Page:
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AAFES recognized for diversity by Latina Style magazine

BY Michael Johnsen

DALLAS The Army & Air Force Exchange Service was recently recognized for its focus on diversity by Latina Style magazine, the military retailer announced.

AAFES has been included as one of the magazine’s Latina Style 50 for 2009. The annual evaluation, which analyzes more than 800 corporations, identifies organizations that provide the best career opportunities for Hispanic females in the United States.

“It is a great honor for AAFES to be recognized on a national level for the work we do daily,” stated AAFES Western Region SVP Karen Stack, AAFES’ highest ranking Hispanic woman. “This award further validates the importance AAFES places on diversity in the workplace.”

Companies assessed for the Latina Style award were evaluated on issues that readers identified as most important to them in the workplace. Among the principal areas of evaluation were number of Latina executives, mentoring programs, educational opportunities, employee benefits, women’s issues, affinity groups and Hispanic relations.

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Rite Aid founder succumbs to cancer

BY Michael Johnsen

HARRISBURG, Pa.

Rite Aid founder Alex Grass passed away Thursday night after a 10-year battle with lung cancer, The Patriot News reported online Thursday night.

Grass opened his first drug store in 1962, under the moniker Thrif D Discount Center, in coal-mining town Scranton, Pa, where Grass was born. First year sales totaled $750,000. That 1,700-square-foot health and beauty aids store marked the beginning of the drug chain that would be renamed Rite Aid in 1968, the year of the company’s first public stock offering. Rite Aid offered 350,000 shares at $25 per share then, fielding 22 locations in central Pennsylvania.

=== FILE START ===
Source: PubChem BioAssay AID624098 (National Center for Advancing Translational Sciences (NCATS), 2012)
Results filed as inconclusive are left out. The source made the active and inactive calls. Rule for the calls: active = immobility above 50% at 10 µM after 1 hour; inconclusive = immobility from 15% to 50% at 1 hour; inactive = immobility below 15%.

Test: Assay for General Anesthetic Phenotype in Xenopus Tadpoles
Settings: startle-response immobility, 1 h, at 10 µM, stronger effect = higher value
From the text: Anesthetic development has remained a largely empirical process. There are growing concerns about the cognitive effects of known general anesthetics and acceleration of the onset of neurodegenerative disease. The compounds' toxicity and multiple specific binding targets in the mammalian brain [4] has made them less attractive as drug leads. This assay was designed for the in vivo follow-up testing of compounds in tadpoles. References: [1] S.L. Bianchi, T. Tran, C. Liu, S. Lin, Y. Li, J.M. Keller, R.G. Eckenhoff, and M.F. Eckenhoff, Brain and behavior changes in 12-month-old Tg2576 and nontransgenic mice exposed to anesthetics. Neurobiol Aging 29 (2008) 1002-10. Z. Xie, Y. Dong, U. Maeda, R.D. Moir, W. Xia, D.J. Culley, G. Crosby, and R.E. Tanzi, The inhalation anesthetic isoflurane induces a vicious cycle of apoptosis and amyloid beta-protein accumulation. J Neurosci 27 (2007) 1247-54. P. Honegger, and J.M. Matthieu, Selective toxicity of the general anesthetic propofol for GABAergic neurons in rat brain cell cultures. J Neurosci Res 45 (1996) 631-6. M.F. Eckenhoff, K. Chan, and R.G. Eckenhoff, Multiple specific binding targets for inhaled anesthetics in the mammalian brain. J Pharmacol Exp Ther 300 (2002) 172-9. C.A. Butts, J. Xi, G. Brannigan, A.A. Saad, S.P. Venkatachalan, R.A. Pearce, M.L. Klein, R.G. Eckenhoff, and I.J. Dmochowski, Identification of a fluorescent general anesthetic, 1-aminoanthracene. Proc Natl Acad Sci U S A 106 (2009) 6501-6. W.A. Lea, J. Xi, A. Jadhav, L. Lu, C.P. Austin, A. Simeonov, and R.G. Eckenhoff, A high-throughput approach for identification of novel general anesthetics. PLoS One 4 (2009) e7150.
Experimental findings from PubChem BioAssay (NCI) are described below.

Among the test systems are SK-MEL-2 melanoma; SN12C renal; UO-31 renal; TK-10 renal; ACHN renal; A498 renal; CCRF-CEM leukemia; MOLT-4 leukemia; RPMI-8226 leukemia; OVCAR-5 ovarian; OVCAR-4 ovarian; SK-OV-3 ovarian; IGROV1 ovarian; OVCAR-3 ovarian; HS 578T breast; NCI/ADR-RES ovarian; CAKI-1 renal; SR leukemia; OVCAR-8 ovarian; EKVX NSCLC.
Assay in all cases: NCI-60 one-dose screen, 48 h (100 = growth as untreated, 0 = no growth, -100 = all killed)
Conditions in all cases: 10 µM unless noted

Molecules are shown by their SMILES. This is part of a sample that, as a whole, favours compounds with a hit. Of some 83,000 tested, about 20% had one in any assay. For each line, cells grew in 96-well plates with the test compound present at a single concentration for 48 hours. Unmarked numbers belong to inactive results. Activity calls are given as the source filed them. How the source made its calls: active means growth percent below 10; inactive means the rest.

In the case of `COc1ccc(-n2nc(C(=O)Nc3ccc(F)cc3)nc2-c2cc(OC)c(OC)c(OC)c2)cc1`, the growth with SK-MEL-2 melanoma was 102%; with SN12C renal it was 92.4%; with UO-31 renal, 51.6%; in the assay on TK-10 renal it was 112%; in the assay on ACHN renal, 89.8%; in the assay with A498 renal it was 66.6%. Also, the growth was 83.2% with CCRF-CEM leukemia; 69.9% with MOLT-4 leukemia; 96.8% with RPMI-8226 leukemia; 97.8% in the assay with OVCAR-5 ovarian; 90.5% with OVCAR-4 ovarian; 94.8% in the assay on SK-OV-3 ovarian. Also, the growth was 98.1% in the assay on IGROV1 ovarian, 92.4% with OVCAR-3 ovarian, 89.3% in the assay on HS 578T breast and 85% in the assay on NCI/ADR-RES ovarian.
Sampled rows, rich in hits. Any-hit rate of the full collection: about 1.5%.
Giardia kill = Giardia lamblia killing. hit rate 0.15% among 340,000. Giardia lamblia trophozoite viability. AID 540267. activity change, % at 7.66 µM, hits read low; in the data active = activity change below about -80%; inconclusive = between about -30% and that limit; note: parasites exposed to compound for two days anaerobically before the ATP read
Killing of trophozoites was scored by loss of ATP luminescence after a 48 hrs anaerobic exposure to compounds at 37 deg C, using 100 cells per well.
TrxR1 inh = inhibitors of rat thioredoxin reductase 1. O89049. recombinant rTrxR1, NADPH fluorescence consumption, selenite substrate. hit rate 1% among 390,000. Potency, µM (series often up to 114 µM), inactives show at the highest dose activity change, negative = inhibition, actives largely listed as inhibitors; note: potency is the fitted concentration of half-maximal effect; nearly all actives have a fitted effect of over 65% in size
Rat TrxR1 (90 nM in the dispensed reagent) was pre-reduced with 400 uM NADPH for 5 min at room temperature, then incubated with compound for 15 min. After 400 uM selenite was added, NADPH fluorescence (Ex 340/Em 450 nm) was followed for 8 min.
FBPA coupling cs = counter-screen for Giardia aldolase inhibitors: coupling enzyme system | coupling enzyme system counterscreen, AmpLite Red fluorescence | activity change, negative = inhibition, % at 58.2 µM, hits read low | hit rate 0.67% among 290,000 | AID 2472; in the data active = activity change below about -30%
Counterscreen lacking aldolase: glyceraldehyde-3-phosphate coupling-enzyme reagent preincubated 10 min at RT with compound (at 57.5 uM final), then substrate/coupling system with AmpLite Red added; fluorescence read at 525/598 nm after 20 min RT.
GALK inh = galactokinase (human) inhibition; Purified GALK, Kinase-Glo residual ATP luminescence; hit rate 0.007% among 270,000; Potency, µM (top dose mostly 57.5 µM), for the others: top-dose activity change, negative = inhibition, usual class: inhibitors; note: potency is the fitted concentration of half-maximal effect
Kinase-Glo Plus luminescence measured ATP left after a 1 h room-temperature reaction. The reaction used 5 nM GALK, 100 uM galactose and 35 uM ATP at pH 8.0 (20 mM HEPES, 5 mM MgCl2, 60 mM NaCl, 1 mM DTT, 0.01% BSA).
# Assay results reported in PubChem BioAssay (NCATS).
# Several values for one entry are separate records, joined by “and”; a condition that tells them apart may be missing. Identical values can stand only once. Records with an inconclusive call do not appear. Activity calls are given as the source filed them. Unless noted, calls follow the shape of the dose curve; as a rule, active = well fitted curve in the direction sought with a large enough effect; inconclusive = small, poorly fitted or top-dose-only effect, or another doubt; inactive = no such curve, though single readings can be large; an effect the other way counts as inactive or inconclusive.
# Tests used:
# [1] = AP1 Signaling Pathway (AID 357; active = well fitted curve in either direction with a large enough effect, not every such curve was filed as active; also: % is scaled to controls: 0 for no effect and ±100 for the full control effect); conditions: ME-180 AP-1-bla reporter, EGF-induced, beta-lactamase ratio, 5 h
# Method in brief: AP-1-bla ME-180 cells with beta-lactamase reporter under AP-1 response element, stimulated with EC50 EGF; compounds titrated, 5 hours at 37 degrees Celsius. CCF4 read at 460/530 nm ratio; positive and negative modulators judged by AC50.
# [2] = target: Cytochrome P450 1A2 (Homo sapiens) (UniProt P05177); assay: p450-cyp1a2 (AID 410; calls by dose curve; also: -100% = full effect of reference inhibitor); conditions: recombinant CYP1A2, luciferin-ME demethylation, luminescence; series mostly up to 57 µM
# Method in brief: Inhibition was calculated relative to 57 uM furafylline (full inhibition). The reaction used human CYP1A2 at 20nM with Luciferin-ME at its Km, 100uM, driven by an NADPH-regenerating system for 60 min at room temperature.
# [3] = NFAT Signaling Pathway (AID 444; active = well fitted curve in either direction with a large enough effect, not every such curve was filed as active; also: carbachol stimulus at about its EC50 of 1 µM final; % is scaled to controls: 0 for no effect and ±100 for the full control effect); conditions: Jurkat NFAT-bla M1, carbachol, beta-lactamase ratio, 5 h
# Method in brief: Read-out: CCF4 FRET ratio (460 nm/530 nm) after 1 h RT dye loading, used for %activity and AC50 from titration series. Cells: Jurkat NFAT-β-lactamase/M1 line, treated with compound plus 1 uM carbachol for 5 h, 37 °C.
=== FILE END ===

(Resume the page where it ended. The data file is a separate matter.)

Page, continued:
Grass retired from the day-to-day operations of Rite Aid in 1995, ceding the chairmanship of Rite Aid to his son Martin Grass. He exited the Rite Aid board in 2001.

He was named to Drug Store News’ REX (Retail EXcellence awards) Retailer Hall of Honors in recognition of his lifetime achievements in the druggist industry in 1996.

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NACDS Webinar offers retailers strategies for surviving the downturn

BY DSN STAFF

ALEXANDRIA, Va. The National Association of Chain Drug Stores Retail Advisory Board hosted a Webinar Tuesday featuring speaker Thom Blischok, president of consulting and innovation, for Information Resources Inc., discussing the changing paradigm of today’s cash-crunched shopper by way of its NACDS ECON09 program.

The bottom line — today’s shopper is predominantly buying less and will continue to buy less for the foreseeable future. So the strategy is to position your company against that new shopping paradigm, Blischok suggested.

In his closing remarks, Blischok outlined five strategies for both retailer and supplier:

  • Simplify the shopping experience (78% of shoppers want this, Blischok said). As today’s consumer is bombarded with messaging and discounting, the retailer/supplier who makes the shopping trip easy ought to come out a winner;
  • Redefine end-to-end shopper communication. Online media, including social media sites like Twitter or Facebook, not only continues to gain in popularity, but serves as a growing source for information for today’s consumer. “Social media plays a major role in influenced-based marketing,” Blischok said;
  • Recognize and capitalize on changing rituals now. Rituals such as more and more consumers making up a shopping list at their kitchen table (with the laptop very likely opened to Facebook and other Web sites right next to them). Retailers or suppliers may want to seek out ways to get on that shopping list in the first place instead of attempting to convert an impulse purchase at the store;
  • Focus on familiar products. Primarily because trial outside of trusted name-brands is somewhat inhibited right now, Blischok suggested; and
  • Prepare for a new conservative shopper long-term. Because the dollar-saving shopping behaviors consumers are learning today are not likely to fade even after the economy begins its recovery. The conservative shopper buys less and more carefully, Blischok said.

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